When Jennifer Tuder thinks of her father, a big question looms: what happened?
In the early 1970s, Dave Tuder saw the promise of a college degree in the G.I. Bill. He signed up for the Vietnam War and toured military bases in Ethiopia and Thailand as an accountant. His family never knew exactly what he did or what he saw there – he had a way of talking around it.
With the end of the war, Dave returned to the U.S. He earned a degree in accounting and moved to Iowa to work in a local factory. Like many people during the early-1980s recession, he lost his job. He started drinking heavily. It was then, Jennifer supposes, that her father’s mental health took a turn for the worse.
Looking back, her father was a lovable wit, Jennifer says. A sociable sponge for science, literature, politics with a wicked gallows humor, he craved constant company. But he’d always been impulsive. One memorable day Dave came home and announced that he’d purchased the franchise rights to the local bus station without consulting his wife or saying much of anything to anyone.
Then he’d say, offhandedly from time to time, that his family might be better off without him.
On January 28, 1997, Jennifer’s mother entered the Tuders’ detached garage and found Dave had shot himself with a hunting rifle. He left no note. It had been another impulsive decision.
Jennifer was 21 at the time, a graduate student living in Arizona. The way suicide is presented on TV and in the movies, she had only a romantic notion of killing oneself. “If you’d asked me back then if someone should have the right to take their own life, I probably would have said yes,” she confesses. “It seemed like the ultimate form of self-control and self-determination. All of that kind of finished in that moment.”
Now 41, Jennifer is a professor at St. Cloud State University specializing in performance art. For the past 20 years, she has retraced what she knows of her father in his final years to find an explanation. She read the self-help books, joined individual therapy and support groups, and wrote a dissertation on grief. Research helped her find peace in the commonalities between her father’s death and other suicides – for example, how little of his depression he let slip.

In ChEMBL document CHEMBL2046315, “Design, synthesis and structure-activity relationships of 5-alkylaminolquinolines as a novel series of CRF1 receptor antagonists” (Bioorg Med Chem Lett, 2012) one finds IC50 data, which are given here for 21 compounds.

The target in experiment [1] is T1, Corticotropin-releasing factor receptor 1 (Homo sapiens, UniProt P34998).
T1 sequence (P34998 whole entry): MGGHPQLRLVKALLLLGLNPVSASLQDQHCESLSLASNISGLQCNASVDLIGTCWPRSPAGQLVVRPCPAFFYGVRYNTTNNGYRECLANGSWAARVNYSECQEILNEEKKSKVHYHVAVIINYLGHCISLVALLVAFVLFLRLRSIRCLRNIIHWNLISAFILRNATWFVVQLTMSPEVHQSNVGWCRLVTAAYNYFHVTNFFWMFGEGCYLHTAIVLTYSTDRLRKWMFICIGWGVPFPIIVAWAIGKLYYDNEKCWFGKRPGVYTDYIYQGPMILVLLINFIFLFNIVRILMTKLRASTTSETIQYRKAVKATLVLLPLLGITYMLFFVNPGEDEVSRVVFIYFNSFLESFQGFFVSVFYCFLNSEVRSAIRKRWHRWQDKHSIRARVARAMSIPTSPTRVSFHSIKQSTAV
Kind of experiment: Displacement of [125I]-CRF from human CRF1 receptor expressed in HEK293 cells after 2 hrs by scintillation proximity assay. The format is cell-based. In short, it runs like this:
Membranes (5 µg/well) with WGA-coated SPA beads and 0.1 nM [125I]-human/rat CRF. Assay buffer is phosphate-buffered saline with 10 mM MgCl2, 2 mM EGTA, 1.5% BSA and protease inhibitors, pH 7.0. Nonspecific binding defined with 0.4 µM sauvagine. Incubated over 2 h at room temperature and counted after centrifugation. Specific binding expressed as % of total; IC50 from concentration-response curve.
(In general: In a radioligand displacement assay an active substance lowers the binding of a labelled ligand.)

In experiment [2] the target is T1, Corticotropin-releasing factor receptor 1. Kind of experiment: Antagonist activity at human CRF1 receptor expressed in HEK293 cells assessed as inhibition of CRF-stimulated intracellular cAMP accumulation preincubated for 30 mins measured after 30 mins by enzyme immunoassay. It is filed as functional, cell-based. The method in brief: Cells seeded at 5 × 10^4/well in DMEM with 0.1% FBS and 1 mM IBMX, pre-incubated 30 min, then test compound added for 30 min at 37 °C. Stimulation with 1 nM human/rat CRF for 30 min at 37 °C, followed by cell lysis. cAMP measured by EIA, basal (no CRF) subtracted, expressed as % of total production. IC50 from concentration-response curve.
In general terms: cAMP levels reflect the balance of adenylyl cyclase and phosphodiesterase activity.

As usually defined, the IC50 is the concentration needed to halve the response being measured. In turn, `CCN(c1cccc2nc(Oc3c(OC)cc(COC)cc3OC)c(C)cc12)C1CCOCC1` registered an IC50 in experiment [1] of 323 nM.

Jennifer still has many more questions than answers, but she’s decided to lay bare her father’s story with gaps in the narrative and all. In an upcoming solo show called Suicide Punchline, she’ll navigate a chaotic roadmap for surviving suicide loss with all its unpredictable highs and lows. The show is geared toward survivors, but Jennifer hopes that it’ll also signal a plea to any audience members who may be contemplating suicide.
“I understand that there is some really troubling research about suicide contagion and suicide clusters,” Jennifer says of the potentially triggering subject matter of her performance. “I was really worried, when I was putting the show together, about having that kind of effect. But I think people have unfortunate belief that we shouldn’t be talking about suicide at all when we absolutely should be talking about it because suicide thrives on silence.”
There’s a question that comes up a lot in her post-show discussions, Jennifer says: Doesn’t she think her father had a right to die, especially if he thought he would be saving his family some long years of grief?
“And my response to that is, in my case, this choice my father made did not make my life better,” Jennifer says. “It’s been difficult and it’s something I will carry with me for the rest of my life. If I could go back in time, I would tell him, ‘I will not be better off without you.’”
Jennifer will perform Suicide Punchline at Dreamland Arts in St. Paul on September 10, 11, and 12 for National Suicide Prevention Week. The title is a nod to her father’s love of dark comedy, she says, promising to sprinkle the show with irreverence. In the words of Bill Maher: “Suicide is man’s way of telling God, ‘You can’t fire me, I quit!’”